Is The ‘Standard-of-Living’ Bubble Next?

Another reading assignment: The Next Credit Crunch (read it, it’s very interesting). The next bubble according to Geoff Colvin will be a standard-of-living bubble due to a credit card crunch.

…a big crunch is coming – and here’s why. Credit card debt, like mortgage debt, gets bundled, securitized, and sold off by banks. Citigroup, one of America’s largest credit card lenders, just reported that it lost $176 million in the second quarter through securitizing such debt. That happens when the buyers of those securities observe rising delinquency rates and rising interest rates, and decide the debt is worth less than Citi thought. More generally, the amount of credit card debt that is securitized nationwide has plunged by more than half in the past five months because it’s getting riskier. That means credit card issuers will be charging customers higher interest rates, and since the banks can’t offload as much of the debt as before, they’ll have less money to lend to cardholders.

Okay, I’m no market expert or economist, but here’s how I see this playing out:

1. Lots of retailers are going to go under. How many? I have no idea. But, I will say that those that are currently struggling are most likely going to be toast.

2. Lots of restaurants are going to follow the path of the defunct retailers. There’s too much competition and margins are being squeezed by higher costs. Couple that with customers cutting back on their budgets and not having access to credit cards and you have a messy situation.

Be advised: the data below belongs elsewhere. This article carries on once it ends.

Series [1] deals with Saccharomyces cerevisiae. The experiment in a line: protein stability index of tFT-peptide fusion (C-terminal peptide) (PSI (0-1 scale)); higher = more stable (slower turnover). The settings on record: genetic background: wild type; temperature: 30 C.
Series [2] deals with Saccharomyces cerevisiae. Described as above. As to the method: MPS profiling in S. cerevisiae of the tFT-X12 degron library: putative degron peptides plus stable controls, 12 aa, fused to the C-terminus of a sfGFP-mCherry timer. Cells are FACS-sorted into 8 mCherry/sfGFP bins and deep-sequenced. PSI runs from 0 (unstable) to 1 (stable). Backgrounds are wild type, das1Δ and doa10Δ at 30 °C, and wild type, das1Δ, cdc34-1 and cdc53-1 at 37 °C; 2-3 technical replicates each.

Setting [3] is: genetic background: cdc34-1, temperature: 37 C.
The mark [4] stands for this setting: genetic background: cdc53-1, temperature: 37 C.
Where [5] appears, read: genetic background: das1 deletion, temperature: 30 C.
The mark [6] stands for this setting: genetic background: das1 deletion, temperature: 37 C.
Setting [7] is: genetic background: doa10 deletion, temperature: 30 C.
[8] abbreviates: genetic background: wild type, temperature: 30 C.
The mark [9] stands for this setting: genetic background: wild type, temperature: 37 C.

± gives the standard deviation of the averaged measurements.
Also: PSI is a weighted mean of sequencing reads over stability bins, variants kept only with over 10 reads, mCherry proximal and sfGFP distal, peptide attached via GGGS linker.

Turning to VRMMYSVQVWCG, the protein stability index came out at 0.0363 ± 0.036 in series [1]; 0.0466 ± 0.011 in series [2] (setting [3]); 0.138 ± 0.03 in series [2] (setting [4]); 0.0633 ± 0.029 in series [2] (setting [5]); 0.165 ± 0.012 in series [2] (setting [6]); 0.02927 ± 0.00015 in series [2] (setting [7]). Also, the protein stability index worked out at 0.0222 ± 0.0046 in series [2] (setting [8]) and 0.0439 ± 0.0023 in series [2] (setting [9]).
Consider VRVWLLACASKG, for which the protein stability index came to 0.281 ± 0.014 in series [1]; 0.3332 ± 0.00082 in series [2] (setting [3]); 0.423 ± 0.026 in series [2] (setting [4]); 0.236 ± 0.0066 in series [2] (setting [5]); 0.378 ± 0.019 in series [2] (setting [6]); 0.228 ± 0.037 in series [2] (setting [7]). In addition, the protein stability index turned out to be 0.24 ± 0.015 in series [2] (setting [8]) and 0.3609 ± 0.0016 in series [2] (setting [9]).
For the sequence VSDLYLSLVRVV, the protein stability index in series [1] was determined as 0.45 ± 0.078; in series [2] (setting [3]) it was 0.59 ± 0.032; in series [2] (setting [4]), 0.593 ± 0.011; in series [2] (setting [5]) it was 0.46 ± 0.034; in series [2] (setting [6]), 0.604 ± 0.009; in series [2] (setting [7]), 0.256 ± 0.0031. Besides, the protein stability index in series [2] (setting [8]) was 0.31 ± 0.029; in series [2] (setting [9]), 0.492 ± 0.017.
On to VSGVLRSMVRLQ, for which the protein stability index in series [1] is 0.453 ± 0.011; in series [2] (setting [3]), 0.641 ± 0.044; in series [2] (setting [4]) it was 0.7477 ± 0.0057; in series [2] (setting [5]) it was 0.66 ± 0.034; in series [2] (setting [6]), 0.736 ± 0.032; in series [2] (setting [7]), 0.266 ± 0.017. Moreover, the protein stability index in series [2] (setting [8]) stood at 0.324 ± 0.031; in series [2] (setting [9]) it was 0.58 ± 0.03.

3. Just about anything beyond necessity is going to be at risk.

I wonder if the government has a credit card bailout in mind?

10 thoughts on “Is The ‘Standard-of-Living’ Bubble Next?”

  1. I have been quietly thinking about this myself. All bubbles will eventually burst, it’s a baseline fact of capitalism. We psychologically rationalize that everything will be okay but this is a very astute point that was brought up and we are in for a ratcheting in on our lifestyles.

    I would include the education bubble as well. So many individuals are getting degrees and there aren’t enough jobs for them. In fact it’s easier and easier to get a degree that new thresholds are for master’s degrees and other programs.

    If you don’t know what you want to do with your education, it’s not worth paying for school, yet the common notion is to pay for school anyway. We look down at tech schools in a way but if I was going to school I’d go to a school that’s going to teach me marketplace ready skills unlike a lot of academia which is acting as just a hoop you have to jump through to achieve certain (mostly unrewarding) positions.

  2. You’re right, Big Winner. Just last Sunday in our Chicago Tribune, Tom Petruno wrote “Frugality enters US mind-set”. He quoted David Rosenberg who is an economist at ML who said “frugality is now replacing frivolity.” Basically with credit tightening, the days of spending carelessly are over. Edward Yardeni, an economist w/Yardeni Research was also quoted: “There’s just no way you can really save out of the median income in this country and retire comfortably.” His point was that baby-boomers who got a late start on saving may just throw up their hands and not even try b/c they see no hope of reaching their retirement savings goal. The author closed with saying that if the “New Frugality” doesn’t materialize, that lack of savings is a time bomb for those who were successful savers.

  3. follow the disappearing jobs. less jobs and less prosperity affect every aspect of our society. cure? adapt.